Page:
Phosphate


Phosphate can be naturally present in certain food such as pumpkin seeds, lentils, sunflower seeds, etc. Phosphate is a derivative of phosphorus, a mineral needed by the body, especially for the growth function of bones and teeth. Phosphate – “inorganic phosphate” – can also be added to some food products as emulsifier, antioxidant or acidifying agent. Phosphate is thus both a nutrient and a food additive. Phosphate food additives are authorised for 108 different uses in the EU and are often present in bread and fine bakery wares, processed cheese, sugar, syrups, infant and young children food, drinking milk and sodas.

In June 2019, European Food Safety Authority’s (EFSA) Panel on Food Additives and Flavourings added to Food released a scientific opinion re-evaluating the safety of phosphate. For the first time, EFSA suggested a phosphate acceptable daily intake that would be protective for our health (40 mg per kilogram body weight per day expressed as phosphorus). Ingesting large doses is not recommended. Once absorbed by the human body, phosphate is then excreted and filtered by the kidneys, therefore, ingesting too large doses could induce renal impairment. The phosphate-based additives are still present in many infant and young children foods such as processed cereal-based foods, fruit-based desserts, biscuits and rusks for babies and infants, dietary foods for infants for special medical purposes and special formulae for infants.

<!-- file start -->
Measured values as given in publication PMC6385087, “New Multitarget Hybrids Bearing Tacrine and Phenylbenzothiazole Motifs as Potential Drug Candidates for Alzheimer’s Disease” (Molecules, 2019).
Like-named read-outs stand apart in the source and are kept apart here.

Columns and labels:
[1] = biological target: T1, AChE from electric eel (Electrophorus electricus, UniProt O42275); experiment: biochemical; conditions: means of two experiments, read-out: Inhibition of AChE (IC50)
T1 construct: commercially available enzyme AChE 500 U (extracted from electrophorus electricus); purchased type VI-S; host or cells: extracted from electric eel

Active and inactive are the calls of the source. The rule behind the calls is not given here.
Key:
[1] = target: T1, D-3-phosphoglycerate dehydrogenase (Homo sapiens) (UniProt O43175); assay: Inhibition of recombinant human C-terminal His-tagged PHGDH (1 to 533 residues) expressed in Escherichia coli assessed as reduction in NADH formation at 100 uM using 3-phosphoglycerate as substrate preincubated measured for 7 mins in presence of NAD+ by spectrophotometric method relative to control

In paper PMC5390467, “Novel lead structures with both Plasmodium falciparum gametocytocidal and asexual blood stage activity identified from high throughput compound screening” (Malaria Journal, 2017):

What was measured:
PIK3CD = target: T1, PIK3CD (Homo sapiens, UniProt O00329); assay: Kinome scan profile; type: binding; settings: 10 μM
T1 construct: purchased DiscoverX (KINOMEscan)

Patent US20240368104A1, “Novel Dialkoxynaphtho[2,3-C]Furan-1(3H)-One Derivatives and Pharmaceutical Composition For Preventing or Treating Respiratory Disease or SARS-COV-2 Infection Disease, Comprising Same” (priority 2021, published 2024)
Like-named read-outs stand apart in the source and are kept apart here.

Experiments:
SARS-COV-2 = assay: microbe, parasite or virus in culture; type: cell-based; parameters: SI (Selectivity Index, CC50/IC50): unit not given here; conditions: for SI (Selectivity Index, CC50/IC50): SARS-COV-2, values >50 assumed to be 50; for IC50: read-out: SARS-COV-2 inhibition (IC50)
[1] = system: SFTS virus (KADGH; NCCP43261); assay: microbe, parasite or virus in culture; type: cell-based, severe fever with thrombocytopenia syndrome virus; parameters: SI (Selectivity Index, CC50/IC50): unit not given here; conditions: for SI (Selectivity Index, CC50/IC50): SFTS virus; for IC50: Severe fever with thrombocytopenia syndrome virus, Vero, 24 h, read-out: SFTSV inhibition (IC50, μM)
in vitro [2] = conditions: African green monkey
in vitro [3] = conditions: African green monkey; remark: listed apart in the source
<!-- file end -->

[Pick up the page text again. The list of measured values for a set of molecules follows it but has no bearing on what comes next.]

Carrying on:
SAFE encourages the reduction or elimination of the overall exposure level. Food additives that significantly increase the level of phosphate consumption should be reduced and eliminated from our foods, in particular in foods for infants and children. This is all the more relevant as their role in food is not very important.

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